Good Tech = Happy Employees

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Employees who are unhappy about their workplace technology are more likely to quit.

A report from IT research firm Enterprise Strategy Group examined how technology affects the work professionals do. What it does to their work/life balance. What kind of business technology employees want employers to provide.

Here is the primary takeaway: If employees aren’t satisfied with the technology they’re using in their day-to-day work, two-thirds of them will consider finding a different job.

With that in mind, here are three things for business leaders to consider on how to keep their employees happy (at least when it comes to business technology):

  1. Be careful of communication overload
  2. Set clear standards for BYOD and company-issued devices
  3. Listen, and respond to employees’ technology desires

Be Careful of Communication Overload

43% of employees say that they have a hard time keeping up with the sheer amount of communication they’re expected to maintain at work, especially email.  That includes:

  • Email,
  • Text messages,
  • Phone calls, and
  • Instant messaging.

The happiest employees are ones that receive 50 or fewer work-related communications per day. Here are few ways to reduce communication overload for your employees:

  • Create email groups and automatically sort, so multiple employees can manage an email inbox easily
  • Utilize your business phone system auto attendant to direct calls efficiently
  • Have a text messaging policy for customers and employees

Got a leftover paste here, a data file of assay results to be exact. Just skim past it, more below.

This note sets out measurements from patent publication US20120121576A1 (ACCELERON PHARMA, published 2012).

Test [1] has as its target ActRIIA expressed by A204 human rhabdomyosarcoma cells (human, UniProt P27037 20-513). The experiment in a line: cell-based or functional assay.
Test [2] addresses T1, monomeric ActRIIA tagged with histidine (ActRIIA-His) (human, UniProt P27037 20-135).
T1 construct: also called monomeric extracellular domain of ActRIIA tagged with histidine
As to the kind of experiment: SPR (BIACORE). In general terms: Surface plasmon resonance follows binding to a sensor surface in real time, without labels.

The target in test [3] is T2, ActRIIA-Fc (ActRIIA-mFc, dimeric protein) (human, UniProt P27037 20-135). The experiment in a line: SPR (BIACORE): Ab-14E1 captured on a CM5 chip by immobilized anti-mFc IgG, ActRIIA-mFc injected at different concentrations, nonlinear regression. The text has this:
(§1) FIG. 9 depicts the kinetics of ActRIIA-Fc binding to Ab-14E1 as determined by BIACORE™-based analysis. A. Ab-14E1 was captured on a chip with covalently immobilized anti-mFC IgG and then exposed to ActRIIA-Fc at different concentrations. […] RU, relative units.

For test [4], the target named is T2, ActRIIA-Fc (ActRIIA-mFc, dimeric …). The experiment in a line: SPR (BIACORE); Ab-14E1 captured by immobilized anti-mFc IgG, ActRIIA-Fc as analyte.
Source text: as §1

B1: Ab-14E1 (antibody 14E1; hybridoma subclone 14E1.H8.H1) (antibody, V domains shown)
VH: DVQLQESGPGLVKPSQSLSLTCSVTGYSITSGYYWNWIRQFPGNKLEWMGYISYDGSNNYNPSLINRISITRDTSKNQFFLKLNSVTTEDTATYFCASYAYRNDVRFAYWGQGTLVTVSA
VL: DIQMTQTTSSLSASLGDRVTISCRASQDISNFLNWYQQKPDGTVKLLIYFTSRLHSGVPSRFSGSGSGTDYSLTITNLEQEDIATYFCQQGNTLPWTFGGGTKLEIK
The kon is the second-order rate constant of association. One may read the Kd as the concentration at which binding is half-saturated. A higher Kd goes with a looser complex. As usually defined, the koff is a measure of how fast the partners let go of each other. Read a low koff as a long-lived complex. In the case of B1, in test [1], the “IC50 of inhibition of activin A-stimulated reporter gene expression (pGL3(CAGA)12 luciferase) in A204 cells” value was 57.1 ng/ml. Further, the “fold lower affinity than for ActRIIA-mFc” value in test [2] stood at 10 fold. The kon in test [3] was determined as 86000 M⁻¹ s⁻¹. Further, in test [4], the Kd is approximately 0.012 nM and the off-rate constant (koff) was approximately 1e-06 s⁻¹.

• Only use one platform for instant messaging so there is less to manage

Set Clear Standards for BYOD and Company-Issued Devices

We still recommend keeping business and personal devices separate. However, 54% of employees “expect to be able to use the same smartphone, laptop, or tablet for both business and personal tasks.”

With that expectation comes a security puzzle: How do organizations protect sensitive business data while still respecting employee privacy?

Organizations need to set very clear standards for both personally owned and company-issued devices. Make sure employees know what kind of device management will be in place, what is acceptable use, and what they can expect to happen if a device is lost or stolen.

Listen, and Respond to Employees’ Technology Desires

This is an easy one – listen to your employees. Your employees probably have a long wishlist for workplace technology, and some may be very easy to implement. Here are a few examples:

  • A simplified password or log-in process
  • More technology training
  • Allow more remote work
  • Newer devices – PCs, or mobile devices

To accommodate this workplace wishlist, you simply need to:

  • Talk with your Technology Partner to simplify account log-ins
  • Schedule training with your technology team
  • Utilize your remote working capabilities – business phones and remote desktops
  • Invest in your future by keeping your technology updated

Poll your employees to find out what kind of business technology changes they want. With two-thirds of employees likely to at least consider quitting if their technology needs aren’t met it’s worth figuring out what they want before good talent walks out the door for a preventable reason.

One Team. One Call. One Goal – Helping Your Business Grow


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